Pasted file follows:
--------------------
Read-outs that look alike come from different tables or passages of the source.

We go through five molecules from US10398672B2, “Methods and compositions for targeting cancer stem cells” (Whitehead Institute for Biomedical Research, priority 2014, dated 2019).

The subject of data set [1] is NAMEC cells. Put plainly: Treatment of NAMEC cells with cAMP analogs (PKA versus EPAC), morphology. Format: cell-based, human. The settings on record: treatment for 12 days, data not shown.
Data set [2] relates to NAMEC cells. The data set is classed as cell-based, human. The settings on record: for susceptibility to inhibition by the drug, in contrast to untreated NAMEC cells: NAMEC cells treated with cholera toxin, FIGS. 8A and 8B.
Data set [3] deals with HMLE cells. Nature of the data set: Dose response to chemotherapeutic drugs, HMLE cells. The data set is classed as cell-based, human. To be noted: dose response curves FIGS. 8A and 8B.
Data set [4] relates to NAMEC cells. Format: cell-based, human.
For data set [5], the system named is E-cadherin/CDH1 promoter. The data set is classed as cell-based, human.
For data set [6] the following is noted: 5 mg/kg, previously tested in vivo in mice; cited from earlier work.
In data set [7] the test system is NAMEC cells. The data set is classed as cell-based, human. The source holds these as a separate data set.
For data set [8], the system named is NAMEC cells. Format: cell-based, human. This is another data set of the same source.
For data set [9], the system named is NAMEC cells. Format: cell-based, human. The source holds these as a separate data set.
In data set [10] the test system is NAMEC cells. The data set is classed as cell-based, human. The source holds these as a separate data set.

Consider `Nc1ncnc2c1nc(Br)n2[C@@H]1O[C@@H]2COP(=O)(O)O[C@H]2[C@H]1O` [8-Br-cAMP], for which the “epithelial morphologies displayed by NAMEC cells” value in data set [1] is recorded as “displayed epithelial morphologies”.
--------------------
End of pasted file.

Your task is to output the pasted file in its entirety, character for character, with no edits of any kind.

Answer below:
Read-outs that look alike come from different tables or passages of the source.

We go through five molecules from US10398672B2, “Methods and compositions for targeting cancer stem cells” (Whitehead Institute for Biomedical Research, priority 2014, dated 2019).

The subject of data set [1] is NAMEC cells. Put plainly: Treatment of NAMEC cells with cAMP analogs (PKA versus EPAC), morphology. Format: cell-based, human. The settings on record: treatment for 12 days, data not shown.
Data set [2] relates to NAMEC cells. The data set is classed as cell-based, human. The settings on record: for susceptibility to inhibition by the drug, in contrast to untreated NAMEC cells: NAMEC cells treated with cholera toxin, FIGS. 8A and 8B.
Data set [3] deals with HMLE cells. Nature of the data set: Dose response to chemotherapeutic drugs, HMLE cells. The data set is classed as cell-based, human. To be noted: dose response curves FIGS. 8A and 8B.
Data set [4] relates to NAMEC cells. Format: cell-based, human.
For data set [5], the system named is E-cadherin/CDH1 promoter. The data set is classed as cell-based, human.
For data set [6] the following is noted: 5 mg/kg, previously tested in vivo in mice; cited from earlier work.
In data set [7] the test system is NAMEC cells. The data set is classed as cell-based, human. The source holds these as a separate data set.
For data set [8], the system named is NAMEC cells. Format: cell-based, human. This is another data set of the same source.
For data set [9], the system named is NAMEC cells. Format: cell-based, human. The source holds these as a separate data set.
In data set [10] the test system is NAMEC cells. The data set is classed as cell-based, human. The source holds these as a separate data set.

Consider `Nc1ncnc2c1nc(Br)n2[C@@H]1O[C@@H]2COP(=O)(O)O[C@H]2[C@H]1O` [8-Br-cAMP], for which the “epithelial morphologies displayed by NAMEC cells” value in data set [1] is recorded as “displayed epithelial morphologies”.